It was good to be back in the saddle on Sunday. I’ll put the sermon on the website- I wish I could put the feeling in our sanctuary on the website, but there are some things that simply have to be experienced first hand.
I neglected to remind you that I’ll be doing a one hour poetry reading at the Talmadge Hill Community Church in New Canaan at 4 p.m. this Sunday, February 3. It’s part of their Religion and the Arts series. Take Exit 37 off the Merrit; turn right and take Talmadge Hill road on the right-about 1/4 of a mile from the Merrit, and the church is less than half a mile on the left.
During candle lighting on Sunday I was thinking of J. Clifford Baxter, the Enron executive who killed himself last week. Baxter was 43 and left his wife and two small children. His death is a tragedy in the strict sense of the word.
Baxter was engaged in a great moral struggle- his success led to his ruin. His life came to an unhappy but meaningful ending. It’s meaningful to us because it goes to the core of our nation’s economic system as well as the heart of the human drama.
Senator Dick Durbin, (D-IL) a member of the Senate Governmental Affairs Committee, commenting on the Enron investigation, said, in part: “With Biblical certainty, the United States preaches the gospel of free markets and capitalism to the unconverted around the world. As proof of the truth of our message we can point to our own experience – a frontier nation which joined democratic government to a market economy and created the freest, most stable and prosperous nation in history.
“But the American story also includes a chapter where we came to realize that the rule of law and the guiding hand of government were critical to a just result in the world of business. Theodore Roosevelt was the first president to acknowledge that the genius of capitalism could also be a triumph of greed without rule and regulation to save us from our baser instincts.”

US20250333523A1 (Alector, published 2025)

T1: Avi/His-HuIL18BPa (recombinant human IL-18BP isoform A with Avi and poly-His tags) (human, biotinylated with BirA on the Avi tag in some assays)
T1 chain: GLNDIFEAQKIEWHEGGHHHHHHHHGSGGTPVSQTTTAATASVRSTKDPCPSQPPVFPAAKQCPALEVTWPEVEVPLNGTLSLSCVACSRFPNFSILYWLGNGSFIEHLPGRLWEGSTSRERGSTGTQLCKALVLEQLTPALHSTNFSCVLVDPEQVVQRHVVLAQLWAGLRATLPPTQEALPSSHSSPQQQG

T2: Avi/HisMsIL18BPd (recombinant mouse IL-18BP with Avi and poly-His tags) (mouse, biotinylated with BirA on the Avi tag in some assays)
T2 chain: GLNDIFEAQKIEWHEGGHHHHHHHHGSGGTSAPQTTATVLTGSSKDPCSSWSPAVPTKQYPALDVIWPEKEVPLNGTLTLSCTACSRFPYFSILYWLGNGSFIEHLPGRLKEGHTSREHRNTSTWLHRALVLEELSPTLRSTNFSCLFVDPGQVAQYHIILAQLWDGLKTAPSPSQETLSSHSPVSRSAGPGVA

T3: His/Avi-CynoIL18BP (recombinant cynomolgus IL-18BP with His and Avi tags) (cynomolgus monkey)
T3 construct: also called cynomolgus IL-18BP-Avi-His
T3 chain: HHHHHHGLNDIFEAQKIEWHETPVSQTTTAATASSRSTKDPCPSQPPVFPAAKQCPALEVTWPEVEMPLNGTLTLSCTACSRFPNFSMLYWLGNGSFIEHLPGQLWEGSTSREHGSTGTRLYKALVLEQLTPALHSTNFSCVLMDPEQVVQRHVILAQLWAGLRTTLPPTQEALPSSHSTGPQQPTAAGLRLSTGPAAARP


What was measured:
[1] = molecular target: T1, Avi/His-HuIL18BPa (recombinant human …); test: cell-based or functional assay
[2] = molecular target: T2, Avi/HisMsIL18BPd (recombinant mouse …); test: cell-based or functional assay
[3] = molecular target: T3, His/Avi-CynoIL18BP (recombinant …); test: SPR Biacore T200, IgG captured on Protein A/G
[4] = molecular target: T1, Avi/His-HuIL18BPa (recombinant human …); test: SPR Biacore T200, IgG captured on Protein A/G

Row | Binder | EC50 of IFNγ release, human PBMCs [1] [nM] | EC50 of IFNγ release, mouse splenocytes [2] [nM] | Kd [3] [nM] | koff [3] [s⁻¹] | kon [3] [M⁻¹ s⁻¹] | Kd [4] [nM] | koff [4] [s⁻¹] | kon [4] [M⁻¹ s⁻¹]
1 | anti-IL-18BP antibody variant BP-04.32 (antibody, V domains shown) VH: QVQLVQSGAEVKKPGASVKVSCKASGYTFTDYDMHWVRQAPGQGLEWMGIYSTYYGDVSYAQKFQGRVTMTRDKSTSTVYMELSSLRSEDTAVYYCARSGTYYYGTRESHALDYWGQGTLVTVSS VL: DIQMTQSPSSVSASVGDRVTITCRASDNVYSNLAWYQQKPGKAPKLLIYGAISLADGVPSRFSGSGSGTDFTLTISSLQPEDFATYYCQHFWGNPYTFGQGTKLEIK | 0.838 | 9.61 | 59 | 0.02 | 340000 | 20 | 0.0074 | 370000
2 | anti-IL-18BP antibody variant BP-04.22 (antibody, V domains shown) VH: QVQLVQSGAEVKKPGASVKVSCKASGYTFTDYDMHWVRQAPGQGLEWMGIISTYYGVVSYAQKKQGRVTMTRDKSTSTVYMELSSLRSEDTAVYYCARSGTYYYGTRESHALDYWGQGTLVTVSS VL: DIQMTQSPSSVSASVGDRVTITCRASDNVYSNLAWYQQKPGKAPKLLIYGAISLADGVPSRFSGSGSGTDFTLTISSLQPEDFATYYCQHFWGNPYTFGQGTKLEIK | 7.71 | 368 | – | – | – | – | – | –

Referring to the failure of a ‘flawed and fraudulent business concept’ he said, “When the corporate insiders at Enron realized the ship was sinking they grabbed the lifeboats and left the women and children, their workers, and investors to drown.”
Speaking of that deep moral sentiment which drove Baxter to suicide, Emerson said, “If a man dissemble, deceive, he deceives himself and goes out of acquaintance with his own being.”
In my Natural Selections collection there’s a piece from Sandburg about a father giving advice to a son which says, “Tell him too much money has killed men and left them dead years before burial: the quest of lucre beyond a few easy needs has twisted good enough men sometimes into dry thwarted worms.”
While we work to improve laws to protect investors- and therefore our country- against the forces of greed, we continue to do the interior work of becoming awake and aware of the moral laws which are at the essence of the religious sentiment. Our collective life depends on the one; our individual lives depend on the other.
It would be good to see you this Sunday afternoon at Talmadge Hill- you’ll be home in time for the Super Bowl. And I look forward to seeing you again a week from Sunday when I’ll deliver the sermon I had originally planned for September 16: Jesus the Rabbi. Take care.